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President Joe Biden held a veterans town hall event in Delaware on Friday to cap a week of public events highlighting new benefits and services for former service members with toxic exposure injuries, particularly those caused by burn pits.

“I’m urging all veterans of these decades of war to enroll in VA health care to get screened for toxic exposure and to promptly file your claims,” he told a crowd of veterans and dignitaries gathered at the Maj. Joseph R. “Beau” Biden III National Guard/Reserve Center. “The VA will move as quickly as possible to resolve your claim and to get you the benefits you’ve earned.”

The Department of Veterans Affairs hosted more than 100 events over the last seven days to raise public awareness of the Promise to Address Comprehensive Toxics Act, better known as the PACT Act.

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They included public-service announcements from celebrities and in-person events in every U.S. state.

But Biden’s involvement in the effort lent even more emphasis to the message, and included a pledge from the commander in chief that his administration will continue to look for ways to help and thank veterans.

“We have a lot of obligations as Americans, but we all have one sacred obligation: to take care of those we send to war and care for them and their families when they come home,” he said. “I mean, and I know my colleagues mean, that from the bottom of our hearts.”

The PACT Act — passed last summer following a high-profile push for the legislation from Biden in his March State of the Union address — provides presumptive benefit status for 12 types of cancer and 12 other respiratory illnesses linked to burn pit exposure in the Gulf War, the War in Afghanistan and the War in Iraq.

The presumptive benefits status allows veterans to receive disability payouts even if they can’t prove a direct link to a chemical exposure during their time in service. Because of the widespread use of the trash fires in both Iraq and Afghanistan, anyone who served in the region is considered to have been breathing in the toxins.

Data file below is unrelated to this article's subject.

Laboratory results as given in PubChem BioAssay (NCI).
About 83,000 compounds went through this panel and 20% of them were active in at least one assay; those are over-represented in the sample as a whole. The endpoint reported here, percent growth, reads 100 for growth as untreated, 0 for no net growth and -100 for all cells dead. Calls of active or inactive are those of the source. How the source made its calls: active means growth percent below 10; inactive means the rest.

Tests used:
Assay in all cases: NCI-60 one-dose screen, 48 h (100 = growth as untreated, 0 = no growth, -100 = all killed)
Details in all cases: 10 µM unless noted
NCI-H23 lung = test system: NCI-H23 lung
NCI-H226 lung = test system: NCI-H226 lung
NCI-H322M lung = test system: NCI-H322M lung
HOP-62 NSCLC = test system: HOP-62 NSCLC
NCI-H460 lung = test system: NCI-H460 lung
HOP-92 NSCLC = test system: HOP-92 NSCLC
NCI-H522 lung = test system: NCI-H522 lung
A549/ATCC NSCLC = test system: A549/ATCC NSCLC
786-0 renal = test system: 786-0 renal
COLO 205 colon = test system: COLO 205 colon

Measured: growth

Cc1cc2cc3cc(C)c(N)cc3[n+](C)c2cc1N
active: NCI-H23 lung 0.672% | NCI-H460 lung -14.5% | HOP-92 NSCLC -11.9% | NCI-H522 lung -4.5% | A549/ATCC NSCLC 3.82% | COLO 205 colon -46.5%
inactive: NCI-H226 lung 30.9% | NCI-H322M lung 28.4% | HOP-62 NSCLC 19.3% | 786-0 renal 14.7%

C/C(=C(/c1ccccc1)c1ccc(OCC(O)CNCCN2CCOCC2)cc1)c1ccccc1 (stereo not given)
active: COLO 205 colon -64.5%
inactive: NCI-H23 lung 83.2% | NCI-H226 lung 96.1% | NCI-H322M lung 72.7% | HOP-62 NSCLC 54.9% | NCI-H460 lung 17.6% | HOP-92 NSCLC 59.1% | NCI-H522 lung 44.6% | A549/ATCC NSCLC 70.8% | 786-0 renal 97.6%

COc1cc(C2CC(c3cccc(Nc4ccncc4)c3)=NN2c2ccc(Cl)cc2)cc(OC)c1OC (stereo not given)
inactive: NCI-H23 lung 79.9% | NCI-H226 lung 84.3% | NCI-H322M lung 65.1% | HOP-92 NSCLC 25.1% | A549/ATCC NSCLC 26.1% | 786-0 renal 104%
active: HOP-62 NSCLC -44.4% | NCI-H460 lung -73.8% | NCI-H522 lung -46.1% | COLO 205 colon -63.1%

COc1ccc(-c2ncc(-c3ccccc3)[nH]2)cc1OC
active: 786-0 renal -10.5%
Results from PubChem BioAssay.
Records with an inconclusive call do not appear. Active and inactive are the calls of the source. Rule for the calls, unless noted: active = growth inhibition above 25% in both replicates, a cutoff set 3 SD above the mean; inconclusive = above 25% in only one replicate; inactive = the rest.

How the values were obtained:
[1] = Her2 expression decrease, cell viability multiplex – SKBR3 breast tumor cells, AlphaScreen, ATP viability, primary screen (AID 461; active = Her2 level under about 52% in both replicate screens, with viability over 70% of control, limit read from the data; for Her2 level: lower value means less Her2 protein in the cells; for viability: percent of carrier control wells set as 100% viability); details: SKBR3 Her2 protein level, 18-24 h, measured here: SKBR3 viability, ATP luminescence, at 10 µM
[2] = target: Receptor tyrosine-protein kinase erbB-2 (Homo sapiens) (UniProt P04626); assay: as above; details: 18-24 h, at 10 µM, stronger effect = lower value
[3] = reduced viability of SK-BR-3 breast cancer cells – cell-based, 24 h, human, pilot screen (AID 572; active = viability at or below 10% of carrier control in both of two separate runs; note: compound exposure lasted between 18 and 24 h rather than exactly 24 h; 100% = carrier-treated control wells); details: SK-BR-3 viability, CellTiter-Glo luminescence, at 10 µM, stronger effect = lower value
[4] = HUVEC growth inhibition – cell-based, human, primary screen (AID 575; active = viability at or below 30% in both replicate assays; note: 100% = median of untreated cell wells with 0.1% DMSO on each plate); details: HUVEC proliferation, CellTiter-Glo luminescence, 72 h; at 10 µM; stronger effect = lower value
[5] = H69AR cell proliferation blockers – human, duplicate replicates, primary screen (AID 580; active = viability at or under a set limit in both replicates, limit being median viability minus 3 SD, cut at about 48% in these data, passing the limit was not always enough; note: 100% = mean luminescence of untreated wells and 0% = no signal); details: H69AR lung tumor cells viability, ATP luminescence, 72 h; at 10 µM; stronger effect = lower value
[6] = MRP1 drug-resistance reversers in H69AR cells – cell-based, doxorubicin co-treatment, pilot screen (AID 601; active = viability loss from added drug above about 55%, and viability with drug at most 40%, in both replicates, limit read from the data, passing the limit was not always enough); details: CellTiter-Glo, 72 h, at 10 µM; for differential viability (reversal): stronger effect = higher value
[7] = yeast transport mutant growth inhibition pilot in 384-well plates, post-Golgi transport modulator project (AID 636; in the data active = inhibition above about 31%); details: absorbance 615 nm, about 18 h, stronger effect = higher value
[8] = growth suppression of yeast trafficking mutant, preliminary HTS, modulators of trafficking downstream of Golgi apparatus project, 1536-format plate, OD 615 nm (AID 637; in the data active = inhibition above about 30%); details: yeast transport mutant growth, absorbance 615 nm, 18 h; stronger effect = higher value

The measure also provides presumptive benefits status for hypertension and monoclonal gammopathy of undetermined significance (MGUS) for veterans who served in Vietnam, and radiation-related illnesses for veterans who served in several new locations in the 1960s and early 1970s.

As many as one in five living veterans in America today could see new services or payouts because of the law.

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An airman tosses unserviceable uniform items into the Joint Base Balad, Iraq, burn pit in this March 2008 file photo from the U.S. Air Force.

But VA Secretary Denis McDonough told town hall attendees on Friday that those new benefits are only useful if veterans take advantage of them. Since the summer, more than 176,000 veterans have applied for disability benefits under the law. VA will begin processing most of those cases on Jan. 1.

“We will not rest until every single veteran and survivor knows about this new law, understands what it means for them, and gets the care and benefits they’ve earned,” he said. “That’s what our country owes you. And that’s what we will deliver to you.”

Veterans who believe they may be eligible for new health care services or benefits can visit VA.gov/PACT or call 1-800-MYVA411 (1-800-698-2411) for additional information.

Leo covers Congress, Veterans Affairs and the White House for Military Times. He has covered Washington, D.C. since 2004, focusing on military personnel and veterans policies. His work has earned numerous honors, including a 2009 Polk award, a 2010 National Headliner Award, the IAVA Leadership in Journalism award and the VFW News Media award.

 

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